The bread crumbs back.
So we are arguing that the dominant characteristic of God for the Wesleyan tradition, at least in terms of how he relates to the creation, is love rather than justice. We are arguing that God wants everyone to be saved but as sovereign king has decided not to force anyone to be saved. We are arguing that even when he acts in judgment he primarily does so in hope of redemption--as discipline rather than retribution. Christians do believe that God can and does act in final judgment, without hope of redemption, but surely this is an act of final recourse for God, one he would prefer not to do.
Our obligation in return is to "love the Lord your God with all your heart, and with all your soul, and with all your mind" (Matt. 22:37). This is the absolute of absolutes in Christian ethics, one of the two great absolute commands of the Christian life, and indeed, the second actually folds into this first one. If we love God we will also love our neighbor. There are no exceptions to these two principles. There is no circumstance where God would have us not love him or not love our neighbor.
At the same time, the question of how to love God can quickly become rather nebulous ground. Indeed, it would be easy for a Christian to twist this command in order to violate God's will. 1 John says, "The love of God is this, that we obey his commandments" (1 John 5:3). Ah, but what are his commandments, says the interpreter, who then goes on to load the first commandment with all sorts of things that violate the second commandment, to justify hatred of one's neighbor.
So let us be clear: love of God will never contradict love of neighbor. The Parable of the Good Samaritan bids us love our neighbor (Luke 10:25-37). Jesus bids us love our enemy (Matt. 5:43-48). No one is left. Any application of Scripture or any Christian system of thought that tries to justify hatred of people, is in conflict with the first and second great commandment. Love of God can never be used to justify love of neighbor. We can hate injustice. We can hate certain ideas. We can hate sin. But we must act in love toward all people.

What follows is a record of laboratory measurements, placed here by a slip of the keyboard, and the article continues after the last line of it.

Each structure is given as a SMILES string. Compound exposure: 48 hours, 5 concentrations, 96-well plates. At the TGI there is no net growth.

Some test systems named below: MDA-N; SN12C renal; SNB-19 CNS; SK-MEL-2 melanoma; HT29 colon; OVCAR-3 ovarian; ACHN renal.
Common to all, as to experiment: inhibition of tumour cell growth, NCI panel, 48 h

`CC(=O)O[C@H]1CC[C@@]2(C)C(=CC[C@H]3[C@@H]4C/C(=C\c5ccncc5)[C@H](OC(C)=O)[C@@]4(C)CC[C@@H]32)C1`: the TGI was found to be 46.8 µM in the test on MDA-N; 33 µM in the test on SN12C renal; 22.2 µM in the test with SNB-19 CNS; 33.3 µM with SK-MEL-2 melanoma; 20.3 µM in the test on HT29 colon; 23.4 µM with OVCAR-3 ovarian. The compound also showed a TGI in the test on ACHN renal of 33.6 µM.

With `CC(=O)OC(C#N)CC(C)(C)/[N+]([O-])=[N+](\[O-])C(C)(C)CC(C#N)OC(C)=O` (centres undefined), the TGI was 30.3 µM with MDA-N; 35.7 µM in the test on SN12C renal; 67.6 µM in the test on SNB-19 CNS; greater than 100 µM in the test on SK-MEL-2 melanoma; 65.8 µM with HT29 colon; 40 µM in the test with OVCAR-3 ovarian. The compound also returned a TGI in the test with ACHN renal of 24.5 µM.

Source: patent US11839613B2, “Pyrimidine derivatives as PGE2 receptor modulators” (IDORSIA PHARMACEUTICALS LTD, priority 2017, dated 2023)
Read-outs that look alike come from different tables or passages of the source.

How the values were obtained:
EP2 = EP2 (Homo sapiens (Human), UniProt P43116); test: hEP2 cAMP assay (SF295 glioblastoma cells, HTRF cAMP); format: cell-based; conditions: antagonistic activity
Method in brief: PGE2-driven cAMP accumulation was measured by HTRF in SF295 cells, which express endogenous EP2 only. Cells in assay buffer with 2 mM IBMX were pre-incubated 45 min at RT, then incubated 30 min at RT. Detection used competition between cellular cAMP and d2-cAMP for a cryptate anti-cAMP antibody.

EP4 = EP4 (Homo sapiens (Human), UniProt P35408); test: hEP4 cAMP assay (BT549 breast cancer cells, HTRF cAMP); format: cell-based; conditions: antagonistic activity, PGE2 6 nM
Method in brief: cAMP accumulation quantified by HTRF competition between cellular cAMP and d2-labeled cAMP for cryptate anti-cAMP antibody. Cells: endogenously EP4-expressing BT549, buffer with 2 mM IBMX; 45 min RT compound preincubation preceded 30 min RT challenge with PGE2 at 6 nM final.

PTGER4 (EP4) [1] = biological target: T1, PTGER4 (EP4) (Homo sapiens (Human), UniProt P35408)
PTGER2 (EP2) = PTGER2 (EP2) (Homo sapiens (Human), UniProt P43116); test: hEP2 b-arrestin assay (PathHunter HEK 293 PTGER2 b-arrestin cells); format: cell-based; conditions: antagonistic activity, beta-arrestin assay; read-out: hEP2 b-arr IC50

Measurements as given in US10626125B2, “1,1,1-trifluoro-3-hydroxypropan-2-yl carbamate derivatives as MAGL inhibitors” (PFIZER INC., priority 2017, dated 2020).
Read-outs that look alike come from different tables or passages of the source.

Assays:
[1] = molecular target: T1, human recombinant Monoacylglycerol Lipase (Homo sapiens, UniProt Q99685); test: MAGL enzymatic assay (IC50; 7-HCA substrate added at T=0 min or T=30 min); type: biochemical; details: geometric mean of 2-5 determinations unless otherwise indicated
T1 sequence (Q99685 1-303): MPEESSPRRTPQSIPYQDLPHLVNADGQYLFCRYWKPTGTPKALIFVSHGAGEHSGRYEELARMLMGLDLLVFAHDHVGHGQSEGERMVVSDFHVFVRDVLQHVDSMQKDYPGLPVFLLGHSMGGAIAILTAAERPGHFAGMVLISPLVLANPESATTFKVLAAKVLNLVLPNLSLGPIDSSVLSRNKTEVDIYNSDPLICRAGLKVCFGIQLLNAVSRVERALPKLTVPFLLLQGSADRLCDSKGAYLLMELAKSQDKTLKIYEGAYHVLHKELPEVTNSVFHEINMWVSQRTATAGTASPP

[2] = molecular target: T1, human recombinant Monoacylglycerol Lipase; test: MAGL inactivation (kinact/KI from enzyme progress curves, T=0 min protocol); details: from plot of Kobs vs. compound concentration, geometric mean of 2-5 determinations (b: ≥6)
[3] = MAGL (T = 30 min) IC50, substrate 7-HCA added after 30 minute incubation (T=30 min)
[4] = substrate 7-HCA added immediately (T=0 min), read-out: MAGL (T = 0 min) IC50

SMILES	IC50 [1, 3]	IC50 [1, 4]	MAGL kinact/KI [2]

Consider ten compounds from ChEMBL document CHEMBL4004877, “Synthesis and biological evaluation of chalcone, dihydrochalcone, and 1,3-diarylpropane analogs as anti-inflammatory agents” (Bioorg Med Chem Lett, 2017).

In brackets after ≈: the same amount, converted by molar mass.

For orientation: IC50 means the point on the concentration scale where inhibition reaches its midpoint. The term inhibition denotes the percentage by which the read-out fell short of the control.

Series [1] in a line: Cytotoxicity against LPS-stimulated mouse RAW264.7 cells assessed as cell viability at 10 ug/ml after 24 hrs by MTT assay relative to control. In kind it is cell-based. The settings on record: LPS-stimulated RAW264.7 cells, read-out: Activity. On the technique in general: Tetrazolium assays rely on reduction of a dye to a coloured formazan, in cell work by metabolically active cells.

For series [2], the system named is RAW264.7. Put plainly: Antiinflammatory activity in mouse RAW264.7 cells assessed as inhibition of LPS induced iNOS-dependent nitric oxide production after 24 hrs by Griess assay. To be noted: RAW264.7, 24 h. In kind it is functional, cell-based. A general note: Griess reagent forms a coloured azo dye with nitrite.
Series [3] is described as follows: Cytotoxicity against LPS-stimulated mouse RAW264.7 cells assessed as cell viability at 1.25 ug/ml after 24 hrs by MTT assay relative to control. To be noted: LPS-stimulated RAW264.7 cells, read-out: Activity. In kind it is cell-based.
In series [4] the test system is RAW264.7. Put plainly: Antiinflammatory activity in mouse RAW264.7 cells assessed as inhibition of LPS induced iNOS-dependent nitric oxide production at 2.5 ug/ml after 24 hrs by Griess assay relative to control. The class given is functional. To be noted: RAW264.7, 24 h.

Here it is perhaps important to say that love in the Bible is not a matter of feeling or emotion. Love has to do with the way we act toward others, both mentally and especially concretely. We can be angry at another person and yet not sin in our thoughts or actions (Eph. 4:26). We can thus even be angry at God and not sin as well (cf. Ps. 13:1). Indeed, if we act in love toward God and others long enough, our feelings will eventually change to follow suit
To love God with all our heart is to "do everything for the glory of God" (1 Cor. 10:31). It is to live according to Colossians 3:17: "whatever you do, in word or deed, do everything in the name of the Lord Jesus, giving thanks to God the Father through him." John Wesley and the Wesleyan tradition have historically had a very optimistic view of the degree to which the Holy Spirit wants to empower a believer to love God. Wesley called it "Christian perfection" and his followers "entire sanctification." The Wesleyan tradition has taken very seriously the word "everything" in these two verses.
We can debate whether that focus on "everything" became unhealthy at times, leading the introspective Wesley to wonder if he was even a Christian in a moment of doubt late in life. We split hairs with others over minute questions like whether the sin principle inside us could be entirely eradicated or only suppressed. We will briefly return to this background in the section below on Christian faithfulness. Our personal sense is that these were areas where the Wesleyan "system" itself led us down unprofitable paths.
To love God, however, boils down to our choices, both in our minds and actions. And to love God in everything means that we have no idols, that we have "no other gods before God" (e.g., Exod. 20:3-4). To love God with all our heart, mind, soul, and strength is for us never to make a choice with our mind or body that gives greater loyalty to something or someone else other than God.
A distinctive of the Wesleyan tradition is our optimism about the degree to which God wants to empower us to fulfill this principle through the power of the Holy Spirit. We think a believer might from this day forward consistently, perhaps even without exception, act in this way in mind and body for the rest of their lives--and do so with joy. This is the essence of what our tradition has meant by entire sanctification.